teacher giving a student a high five

Sitting still, listening and paying attention, making good choices... School can be fun, but remembering to follow through on all these expectations – all day, every day – can be challenging for students, no matter the age. It can be challenging for teachers too, since having actively engaged, well-behaved students makes a big difference in everyone’s day.

So how can teachers guide their students to make positive behavior choices on their own? 

Creative Ways to Encourage Positive Behavior in the Classroom

Knowing they have something to earn can be an excellent motivator for positive behavior. This approach helps reinforce positivity overall, as well, since it places the emphasis on what students can achieve versus what can be taken away. Here are a few creative ideas to try, with whatever twists you know would work best for your class and your students:

  1. Incorporate movement in your lessons
    This can be a fun approach that keeps students not only focused, but also can be a healthy opportunity to expend excess energy. Incorporating movement in the class lesson plan can be as simple as having students stand to respond to questions, act out what they’re reading, hop or squat the correct number of times for a math problem, or make your social-media-style song and dance to correspond to your lesson. Students will be energized by the variety and positive behavior will stay on track.

  2. Take it outside
    It can be tough for students to remain inside the classroom all day, so when they show their positive behavior choices, why not take the lessons outside? Sometimes learning can be even more effective when you simply change up your environment, and a dose of sunshine and fresh air can work wonders too.

  3. Build in movement breaks
    Let students know that after the chapter, lesson or activity you’re working on is finished, as long as they made positive behavior choices, the class will be rewarded with a movement break. This can include 60-second challenges like seeing who can jog in place at their desks for that long, how many jumping jacks they can do before time’s up or how many times they can touch the sky then their toes in that time. When kids know they’ll have a chance to get up and “get the wiggles out,” it can help them stay engaged, make positive behavior choices and clear the fog for the next lesson.

  4. Free recess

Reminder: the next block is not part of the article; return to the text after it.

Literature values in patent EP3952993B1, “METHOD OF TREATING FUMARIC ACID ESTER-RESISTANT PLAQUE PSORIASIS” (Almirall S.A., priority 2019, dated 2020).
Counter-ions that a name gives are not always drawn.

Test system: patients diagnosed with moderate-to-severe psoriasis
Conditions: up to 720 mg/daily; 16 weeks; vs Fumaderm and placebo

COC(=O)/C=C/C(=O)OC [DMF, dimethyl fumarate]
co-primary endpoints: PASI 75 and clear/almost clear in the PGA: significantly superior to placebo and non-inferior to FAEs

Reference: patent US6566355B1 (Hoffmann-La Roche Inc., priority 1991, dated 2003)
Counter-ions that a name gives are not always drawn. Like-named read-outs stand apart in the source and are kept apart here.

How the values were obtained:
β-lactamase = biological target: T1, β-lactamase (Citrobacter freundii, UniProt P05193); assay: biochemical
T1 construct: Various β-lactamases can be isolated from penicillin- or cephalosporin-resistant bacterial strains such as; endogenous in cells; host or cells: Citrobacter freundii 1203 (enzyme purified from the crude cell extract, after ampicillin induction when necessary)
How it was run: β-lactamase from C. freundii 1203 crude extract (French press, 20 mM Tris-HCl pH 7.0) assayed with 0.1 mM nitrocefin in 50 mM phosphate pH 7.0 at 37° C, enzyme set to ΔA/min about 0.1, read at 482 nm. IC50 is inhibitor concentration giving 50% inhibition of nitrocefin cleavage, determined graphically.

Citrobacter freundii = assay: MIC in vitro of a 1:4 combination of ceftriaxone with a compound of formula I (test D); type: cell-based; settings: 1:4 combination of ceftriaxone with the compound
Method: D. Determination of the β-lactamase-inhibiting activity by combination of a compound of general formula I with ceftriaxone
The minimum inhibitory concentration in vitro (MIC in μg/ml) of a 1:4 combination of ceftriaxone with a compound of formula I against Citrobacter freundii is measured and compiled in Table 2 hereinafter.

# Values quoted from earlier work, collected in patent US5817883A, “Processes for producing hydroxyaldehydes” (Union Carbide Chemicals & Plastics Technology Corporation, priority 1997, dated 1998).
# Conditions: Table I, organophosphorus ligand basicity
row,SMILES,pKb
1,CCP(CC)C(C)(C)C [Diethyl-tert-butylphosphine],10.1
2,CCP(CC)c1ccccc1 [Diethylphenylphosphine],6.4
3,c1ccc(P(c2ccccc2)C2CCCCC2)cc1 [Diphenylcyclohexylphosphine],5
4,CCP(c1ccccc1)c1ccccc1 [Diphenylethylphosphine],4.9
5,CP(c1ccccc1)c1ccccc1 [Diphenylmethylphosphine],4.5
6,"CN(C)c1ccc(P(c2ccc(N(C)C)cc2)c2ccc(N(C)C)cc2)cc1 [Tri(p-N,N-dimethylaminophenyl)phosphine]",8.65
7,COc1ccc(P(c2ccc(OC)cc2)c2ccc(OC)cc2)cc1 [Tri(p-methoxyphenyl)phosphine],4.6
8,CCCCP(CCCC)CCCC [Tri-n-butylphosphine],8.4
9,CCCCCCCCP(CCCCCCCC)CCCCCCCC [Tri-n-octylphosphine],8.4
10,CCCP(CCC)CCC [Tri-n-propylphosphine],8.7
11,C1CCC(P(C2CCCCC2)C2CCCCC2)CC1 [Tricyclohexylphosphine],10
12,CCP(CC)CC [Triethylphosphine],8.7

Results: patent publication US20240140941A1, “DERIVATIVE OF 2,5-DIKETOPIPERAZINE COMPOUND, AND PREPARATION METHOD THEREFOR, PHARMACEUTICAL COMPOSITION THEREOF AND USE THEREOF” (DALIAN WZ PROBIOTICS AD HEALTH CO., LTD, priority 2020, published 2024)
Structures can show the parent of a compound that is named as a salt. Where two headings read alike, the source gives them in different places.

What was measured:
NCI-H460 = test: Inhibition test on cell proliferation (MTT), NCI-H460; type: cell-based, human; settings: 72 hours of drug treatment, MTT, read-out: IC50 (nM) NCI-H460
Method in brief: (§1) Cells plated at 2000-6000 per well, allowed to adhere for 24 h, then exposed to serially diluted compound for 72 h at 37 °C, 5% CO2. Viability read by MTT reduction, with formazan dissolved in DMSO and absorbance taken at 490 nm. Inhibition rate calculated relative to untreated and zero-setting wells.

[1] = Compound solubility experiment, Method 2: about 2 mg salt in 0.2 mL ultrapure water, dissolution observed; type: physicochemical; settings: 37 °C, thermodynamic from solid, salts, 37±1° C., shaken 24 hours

Each day, or at the beginning of the week, depending on your class schedule and demands, write the words, “Free Recess” on the board. Throughout the day, or as the week progresses, place a sign decorated for each letter on top of the corresponding letter to indicate that the class has earned a step closer to receiving the free recess. Once all letters have been highlighted with their matching signs, reward the class for their positive behavior by granting them an extra recess, either in the classroom, the gym or outside, if possible.

  5. Give them a say
    Have a class discussion about the type of environment the students want to experience and let them contribute toward the guidelines to achieve this. For example, they can create class rules, kindness promises and even class jobs. Once they are invested in what they’re working toward, students will want to show their positive behavior choices and encourage others to do so too.

  6. Points parties
    Students can earn points for a party of their choice featuring a movie, favorite games, popsicles, doughnuts, pizza or other special treats. Once enough points have been awarded for positive behaviors, the entire class can enjoy the fruits of their labor. Parties can be held weekly, monthly, once a quarter or even just once at the end of the year, depending on how elaborate the reward or how challenging it is to earn points.

  7. Class awards
    Designate a “class pal” such as a stuffed animal, bobblehead or figurine, and recognize one student each day with the class award granting them the honor of having the “class pal” at their desk or by their side for the entire next day. Create a fun award certificate to go with the recognition that students will be proud to take home to family, and they’ll be eager to earn this class award as the special student with their positive behavior.

Find Inspiration, Supplies and More

Keeping your students engaged and invested will go a long way toward encouraging positive behavior in the classroom. Turn to GEDDES, a trusted leader in school supplies and resources for over 90 years, for ideas and inspiration to help achieve your classroom goals. Contact us today or request a school supply catalog and learn more about all the supplies and resources from Raymond Geddes.